PUTRAJAYA, Malaysia - Malaysia and Indonesia said Wednesday they would no longer turn away boatpeople, in a major breakthrough for the region's migrant crisis that came just hours after hundreds more starving people were rescued at sea.
Earlier, Myanmar also softened its line on the issue, offering to help provide humanitarian assistance to stricken migrants.
Malaysia, Indonesia and Thailand had sparked growing international outrage for driving off boats overloaded with exhausted and dying migrants from Bangladesh and from Myanmar's ethnic Rohingya minority.
But Malaysian Foreign Minister Anifah Aman announced that "the towing and the shooing (away of boats) is not going to happen" anymore.
"We also agreed to offer them temporary shelter provided that the resettlement and repatriation process will be done in one year by the international community," he said following talks with his Indonesian counterpart Retno Marsudi and Thailand's Tanasak Patimapragorn.
The Thai envoy refrained from participating in the offer, saying he had to check with his government first, Anifah said.
Nearly 3,000 boatpeople already have swum to shore or been rescued off the three countries over the past 10 days after a Thai crackdown disrupted long-established smuggling routes, prompting some of the gangs responsible to abandon their human cargo at sea.
Anifah said Malaysian intelligence estimates put the number of people still stranded at sea at about 7,000 people.
In the latest drama involving incoming migrants, 433 starving people were rescued from their rickety boat off Indonesia by local fisherman earlier Wednesday, officials and fisherman said.
AFP journalists confirmed it was the same boat that had earlier bounced between Thailand and Malaysia in recent days as images of its emaciated passengers shocked observers worldwide.
"Their condition is very weak. Many are sick, they told me that some of their friends died from starvation," said Teuku Nyak Idrus, a local fishermen involved in the rescue.
Those rescued included 30 children and 26 women, search and rescue officials said.
Myanmar also softens hard line
Myanmar state media on Wednesday quoted a foreign ministry statement saying the government "shares concerns" expressed by the international community and is "ready to provide humanitarian assistance to anyone who suffered in the sea".
That marked the most conciliatory statement yet from Myanmar's Buddhist-dominated government, which considers the Muslim Rohingya to be foreigners from neighbouring Bangladesh and disavows responsibility for them.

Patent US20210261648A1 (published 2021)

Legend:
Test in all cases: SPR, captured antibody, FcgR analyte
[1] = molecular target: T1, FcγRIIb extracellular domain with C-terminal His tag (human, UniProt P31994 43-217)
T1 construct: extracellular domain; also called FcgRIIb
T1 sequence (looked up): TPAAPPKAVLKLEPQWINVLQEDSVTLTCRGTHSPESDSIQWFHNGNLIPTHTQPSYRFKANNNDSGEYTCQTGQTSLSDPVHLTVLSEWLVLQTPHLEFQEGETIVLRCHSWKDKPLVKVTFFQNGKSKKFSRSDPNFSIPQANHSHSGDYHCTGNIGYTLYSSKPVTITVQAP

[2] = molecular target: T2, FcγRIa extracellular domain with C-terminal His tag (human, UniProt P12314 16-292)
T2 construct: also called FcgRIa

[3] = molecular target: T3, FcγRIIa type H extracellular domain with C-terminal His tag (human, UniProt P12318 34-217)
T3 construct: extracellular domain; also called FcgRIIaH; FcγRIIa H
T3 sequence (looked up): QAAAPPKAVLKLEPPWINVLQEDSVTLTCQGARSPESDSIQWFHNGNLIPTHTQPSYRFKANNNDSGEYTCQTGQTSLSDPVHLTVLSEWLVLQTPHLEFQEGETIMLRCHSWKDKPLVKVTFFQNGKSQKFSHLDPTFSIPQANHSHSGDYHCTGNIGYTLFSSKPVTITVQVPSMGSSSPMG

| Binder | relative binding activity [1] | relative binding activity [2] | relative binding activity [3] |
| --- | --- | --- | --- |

Myanmar has come under growing pressure over its policies toward Rohingya, who flee by the thousands annually to escape years of violence and discrimination at the hands of the Buddhist majority.
Most head for Muslim-majority Malaysia.
US Assistant Secretary of State Tom Malinowski said Myanmar must change its Rohingya policy.
"They need to be treated as citizens with dignity and with human rights," he told CNN.
The Myanmar government's "relationship with the international community is never going to be completely right and normal" until that happens, he said.
The UN's refugee agency told AFP on Tuesday it had received reports that at least 2,000 migrants had been stranded for weeks on boats off the Myanmar-Bangladesh coasts.
They are being held on board amid horrific conditions by human-traffickers who are demanding payment from the passengers to release them, a spokeswoman said.
The Bangladeshis who take to the seas are largely economic migrants seeking to escape poverty at home.
In their joint statement Anifah and Marsudi said the "root causes" of the Bay of Bengal exodus must be addressed, while not singling out any country.
Wednesday's joint statement recommended convening an emergency meeting of the 10-country Association of Southeast Asian Nations (ASEAN).
Malaysia is this year's chair of ASEAN, which includes Myanmar as a member.
Following appeals by UN chief Ban Ki-moon and Washington last week for the Rohingya and Bangladeshi migrants to be rescued, Pope Francis issued his first comments on the issue Tuesday.
"We think of the poor Rohingya of Myanmar. As they leave their land to escape persecution they do not know what will happen to them," he said in a mass at the Vatican, likening the plight of the Rohingya to that of Christian and ethnic Yazidi people brutalised by the Islamic State group.